The National Park Service is working with the U.S. Army Corps of Engineers to restore Dyke Marsh Wildlife Preserve. Construction of a 1,500 foot breakwater started this July and is expected to take up to 18 months. The breakwater will help protect the marsh from erosion, shield the marsh from storms and encourage the accumulation of sediment, which is necessary for marsh regeneration. The first part of the breakwater construction will involve placement of rock baskets, known as marine mattresses, in the Potomac River to establish the base of the structure and provide stability for subsequent materials. The National Park Service and U.S. Army Corps of Engineers will restore portions of the marsh following the completion of the breakwater.
Located just a few miles south of Alexandria, Va., Dyke Marsh is one of the largest remaining freshwater tidal wetlands in the Washington metropolitan area. Dyke Marsh is viewed as a national treasure that holds extensive value not only for plants and animals, but for its recreational, educational and cultural purposes. It is estimated that the southern marsh has existed for 2,200 years, and the northern marsh has existed for 500 years.
Frequently Asked Questions
Why is it important to restore Dyke Marsh Wildlife Preserve?
Dyke Marsh provides a storm buffer for the George Washington Memorial Parkway, a natural filter for the Potomac River, and habitat for a variety of plants and wildlife, including six state-listed species of special concern (two bird species and four plant species).
It is critical to act now to protect and restore Dyke Marsh. Approximately 270 acres of marshland were damaged from the 1940s to the 1970s through the dredging of sand and gravel. In 2009, NPS partnered with USGS to investigate the state of Dyke Marsh. USGS found that the post-mined marsh is rapidly shrinking as a result of erosion caused primarily by storm waves driven northward up the Potomac River. Erosion in the marsh averages between 6 and 8 feet per year. USGS found that without intervention, this unique ecosystem would be entirely lost by 2035.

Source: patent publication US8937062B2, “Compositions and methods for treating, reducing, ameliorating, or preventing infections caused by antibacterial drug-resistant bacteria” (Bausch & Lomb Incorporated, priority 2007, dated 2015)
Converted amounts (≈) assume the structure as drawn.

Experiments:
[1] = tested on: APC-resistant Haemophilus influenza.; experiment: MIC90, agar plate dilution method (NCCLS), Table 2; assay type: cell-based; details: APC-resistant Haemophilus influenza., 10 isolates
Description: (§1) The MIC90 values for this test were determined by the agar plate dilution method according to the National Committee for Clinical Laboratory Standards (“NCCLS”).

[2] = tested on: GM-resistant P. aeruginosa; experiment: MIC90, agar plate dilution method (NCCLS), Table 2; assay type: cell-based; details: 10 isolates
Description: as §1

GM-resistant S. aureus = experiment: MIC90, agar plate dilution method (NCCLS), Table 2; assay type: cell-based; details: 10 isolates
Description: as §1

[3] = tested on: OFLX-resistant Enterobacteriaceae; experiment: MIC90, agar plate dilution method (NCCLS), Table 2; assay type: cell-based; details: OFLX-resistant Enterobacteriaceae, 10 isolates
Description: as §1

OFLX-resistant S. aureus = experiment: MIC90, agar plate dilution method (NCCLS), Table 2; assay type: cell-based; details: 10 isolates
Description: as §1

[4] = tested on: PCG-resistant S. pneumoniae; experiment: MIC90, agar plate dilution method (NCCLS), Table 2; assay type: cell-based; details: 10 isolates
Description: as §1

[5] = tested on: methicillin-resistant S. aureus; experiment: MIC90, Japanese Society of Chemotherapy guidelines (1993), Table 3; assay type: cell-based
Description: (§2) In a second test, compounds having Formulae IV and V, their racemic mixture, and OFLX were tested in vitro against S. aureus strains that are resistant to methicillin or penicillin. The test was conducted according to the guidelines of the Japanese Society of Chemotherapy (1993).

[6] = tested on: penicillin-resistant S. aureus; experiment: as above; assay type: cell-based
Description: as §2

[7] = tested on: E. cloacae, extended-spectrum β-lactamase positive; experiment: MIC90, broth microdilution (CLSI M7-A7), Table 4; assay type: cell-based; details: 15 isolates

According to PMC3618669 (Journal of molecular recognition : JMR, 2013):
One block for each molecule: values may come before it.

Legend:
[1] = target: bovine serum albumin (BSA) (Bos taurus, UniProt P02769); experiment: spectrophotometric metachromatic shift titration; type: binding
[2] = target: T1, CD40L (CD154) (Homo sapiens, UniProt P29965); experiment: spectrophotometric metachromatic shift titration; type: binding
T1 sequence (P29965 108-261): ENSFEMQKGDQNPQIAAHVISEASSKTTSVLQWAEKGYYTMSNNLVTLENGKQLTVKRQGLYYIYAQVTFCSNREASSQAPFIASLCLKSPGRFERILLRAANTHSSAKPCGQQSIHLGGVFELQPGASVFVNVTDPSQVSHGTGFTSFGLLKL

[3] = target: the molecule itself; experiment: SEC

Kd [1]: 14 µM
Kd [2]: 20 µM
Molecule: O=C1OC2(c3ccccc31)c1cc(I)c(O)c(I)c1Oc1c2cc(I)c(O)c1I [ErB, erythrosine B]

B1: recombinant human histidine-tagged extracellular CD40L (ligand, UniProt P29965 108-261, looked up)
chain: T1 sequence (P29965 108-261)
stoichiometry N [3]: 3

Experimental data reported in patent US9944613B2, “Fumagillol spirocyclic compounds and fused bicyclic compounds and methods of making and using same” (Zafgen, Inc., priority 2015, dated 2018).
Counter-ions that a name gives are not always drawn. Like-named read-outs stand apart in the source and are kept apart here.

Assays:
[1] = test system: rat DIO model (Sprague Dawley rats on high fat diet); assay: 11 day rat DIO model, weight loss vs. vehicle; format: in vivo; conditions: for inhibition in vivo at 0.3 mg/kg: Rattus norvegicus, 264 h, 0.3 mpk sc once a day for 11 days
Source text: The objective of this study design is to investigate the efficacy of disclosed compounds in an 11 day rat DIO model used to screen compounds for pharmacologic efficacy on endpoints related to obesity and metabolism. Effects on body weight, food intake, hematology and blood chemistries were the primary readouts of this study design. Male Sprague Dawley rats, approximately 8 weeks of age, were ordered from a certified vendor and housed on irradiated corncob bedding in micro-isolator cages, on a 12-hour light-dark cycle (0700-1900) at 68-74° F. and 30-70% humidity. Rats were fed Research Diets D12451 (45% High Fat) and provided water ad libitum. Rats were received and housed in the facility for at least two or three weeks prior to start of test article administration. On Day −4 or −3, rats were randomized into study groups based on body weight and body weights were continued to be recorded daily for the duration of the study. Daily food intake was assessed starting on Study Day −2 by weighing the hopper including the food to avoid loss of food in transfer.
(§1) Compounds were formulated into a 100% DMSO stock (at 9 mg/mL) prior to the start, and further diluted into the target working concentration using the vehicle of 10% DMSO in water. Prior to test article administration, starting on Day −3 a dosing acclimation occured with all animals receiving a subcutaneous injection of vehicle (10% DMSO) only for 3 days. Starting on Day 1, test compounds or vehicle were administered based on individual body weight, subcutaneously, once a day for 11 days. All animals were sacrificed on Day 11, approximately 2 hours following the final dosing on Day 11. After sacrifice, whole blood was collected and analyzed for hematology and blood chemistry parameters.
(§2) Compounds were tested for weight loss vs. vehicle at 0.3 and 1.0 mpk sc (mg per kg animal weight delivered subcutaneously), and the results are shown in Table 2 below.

How is this work being funded?
In 2013, on the anniversary of superstorm Hurricane Sandy, the US Fish and Wildlife Service awarded $24.9 million to the National Park Service for Dyke Marsh Wildlife Preserve Restoration through the Hurricane Sandy Mitigation program. The project was the largest of 31 resiliency projects awarded to restore coastal marshes, wetlands and shoreline, create open connections to rivers and streams for fish passage and reduce the risk of flooding from future storms.
NPS in partnership with US Army Corps of Engineers worked to design and construct the restoration project through the Interagency and International Support program.
How will the project impact boating and recreational fishing?
Construction of the breakwater and restoration of marsh will not have significant impacts on boating and fishing. There will still be able plenty of areas to fish and boat in and around Dyke Marsh and other areas within the Potomac River. In addition, the breakwater will not impede boating in the existing navigation channel. NPS will mark the waterward end of the breakwater with lights and signs to caution boaters.
Will there be water quality impacts?
There will be temporary impacts to water quality due to the short-term disturbance/turbidity in the water from the construction efforts. Construction will be conducted to minimize these impacts as much as possible, such as careful placement of marine mattresses. After the project has been completed, it will assist in nutrient reduction in the Potomac River and positively impact long-term water quality in the area.
When is the project expected to start and end?
Construction of the breakwater started in July 2018 and is expected to take up to 18 months. The National Park Service and Army Corps of Engineers plan to begin restoration of the marsh following the completion of the breakwater. The NPS will monitor the site following construction completion.
How can I learn more about this project?
Project documents including the Dyke Marsh Restoration and Long-term Management Plan are available at: https://parkplanning.nps.gov/projectHome.cfm?projectID=20293
Last updated: October 10, 2018